New York-based group says the government has imposed obstacles ahead of the key climate conference to take place in November.
Egypt’s government was accused of severely restricting the work of environmental groups, leaving activists fearful of publicly scrutinising authorities ahead of the country hosting a crucial global climate summit.
Egyptian authorities have imposed “arbitrary funding, research, and registration obstacles that have debilitated local environmental groups, forcing some activists into exile”, New-York based group Human Rights Watch (HRW) said in a report released on Monday.
“These restrictions violate the rights to freedom of assembly and association and threaten Egypt’s ability to uphold its environmental and climate action commitments,” said Richard Pearshouse, the environment director at HRW.
The UN’s annual Conference of the Parties (COP) involves nearly 200 countries with hundreds of observers, NGOs and, often, mass demonstrations designed to ramp up pressure on political leaders to tackle climate change. Egypt will host this year’s event, COP27, in the Red Sea resort of Sharm el-Sheikh in November.
Some of the individuals interviewed by HRW said it was impossible to secure research permits, or interview people about environmental issues, for the fear they or those they speak to could be arrested.
HRW said it spoke to 13 activists, academics, scientists and journalists involved in climate action in Egypt, who all spoke on condition of anonymity for security reasons.
Egyptian authorities have lately championed concerns that rich countries – the biggest emitters of greenhouse gasses – have fallen short in helping developing African nations tackle climate change effects – for which the continent shares little blame.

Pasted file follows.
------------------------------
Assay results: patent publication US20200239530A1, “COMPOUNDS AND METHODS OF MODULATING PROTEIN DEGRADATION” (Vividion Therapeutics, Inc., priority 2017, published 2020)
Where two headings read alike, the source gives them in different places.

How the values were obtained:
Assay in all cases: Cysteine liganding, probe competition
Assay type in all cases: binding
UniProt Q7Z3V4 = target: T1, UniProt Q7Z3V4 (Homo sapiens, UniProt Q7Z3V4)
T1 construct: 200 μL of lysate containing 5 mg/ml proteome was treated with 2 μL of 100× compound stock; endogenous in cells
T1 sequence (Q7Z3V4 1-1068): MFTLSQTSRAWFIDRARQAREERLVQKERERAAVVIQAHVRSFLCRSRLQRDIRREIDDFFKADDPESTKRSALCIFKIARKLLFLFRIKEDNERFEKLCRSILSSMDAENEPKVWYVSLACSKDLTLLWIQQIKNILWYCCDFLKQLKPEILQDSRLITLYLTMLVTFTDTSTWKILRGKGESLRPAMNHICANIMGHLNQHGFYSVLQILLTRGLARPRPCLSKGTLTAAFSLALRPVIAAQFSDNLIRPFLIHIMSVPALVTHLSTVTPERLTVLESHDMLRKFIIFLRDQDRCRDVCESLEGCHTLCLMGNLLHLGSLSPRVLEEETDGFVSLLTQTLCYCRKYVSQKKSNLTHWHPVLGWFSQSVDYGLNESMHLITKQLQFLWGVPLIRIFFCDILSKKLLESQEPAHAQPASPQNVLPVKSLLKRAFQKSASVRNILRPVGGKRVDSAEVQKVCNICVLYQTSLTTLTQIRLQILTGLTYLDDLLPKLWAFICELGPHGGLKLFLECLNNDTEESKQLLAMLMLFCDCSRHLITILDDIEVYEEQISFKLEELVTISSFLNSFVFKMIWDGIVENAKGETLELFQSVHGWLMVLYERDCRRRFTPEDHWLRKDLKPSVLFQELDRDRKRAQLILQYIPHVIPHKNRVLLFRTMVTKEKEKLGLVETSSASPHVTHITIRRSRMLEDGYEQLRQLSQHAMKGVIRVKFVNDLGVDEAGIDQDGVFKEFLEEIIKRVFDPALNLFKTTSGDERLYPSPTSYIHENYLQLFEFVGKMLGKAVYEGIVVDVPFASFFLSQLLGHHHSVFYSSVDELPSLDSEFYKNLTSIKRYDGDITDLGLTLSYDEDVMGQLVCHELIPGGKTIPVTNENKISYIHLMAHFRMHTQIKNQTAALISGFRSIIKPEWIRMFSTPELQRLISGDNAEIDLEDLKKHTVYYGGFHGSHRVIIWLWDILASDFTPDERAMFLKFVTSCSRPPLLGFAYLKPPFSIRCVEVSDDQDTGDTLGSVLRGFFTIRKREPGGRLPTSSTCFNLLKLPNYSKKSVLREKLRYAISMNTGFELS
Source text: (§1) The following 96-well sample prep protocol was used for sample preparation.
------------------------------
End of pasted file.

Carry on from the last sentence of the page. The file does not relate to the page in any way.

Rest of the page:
However, for one environmentalist cited by Human Rights Watch, this is “because this intersects with their interests, like the need for more funds”.
HRW noted that interviewees pointed to a “recent expansion of official tolerance for environmental activities that are easily reconciled with government priorities”.
But the rights group said activists were fearful of drawing attention to issues including industrial pollution and the military’s involvement in “destructive forms of quarrying”, as well as big infrastructure projects.
Leading environmental organisations in Egypt “have been weakened severely by government restrictions and a pervasive sense of fear and uncertainty”, HRW said, citing several insiders within such entities.
The New York-based group said it was incumbent for the government to provide participants visas on time for COP27, and called for an end to the state’s “unlawful surveillance and intimidation tactics”.
“The world needs more climate activism, not less, and there can be no such effective activism when the government treats civic groups as a threat, not an asset,” Pearshouse said.
“The UN Framework Convention member states and the Secretariat should press the Egyptian government to make sure environmental groups feel it is safe to engage in and beyond the COP”.
A request for comment from Egypt’s environment ministry was not immediately answered.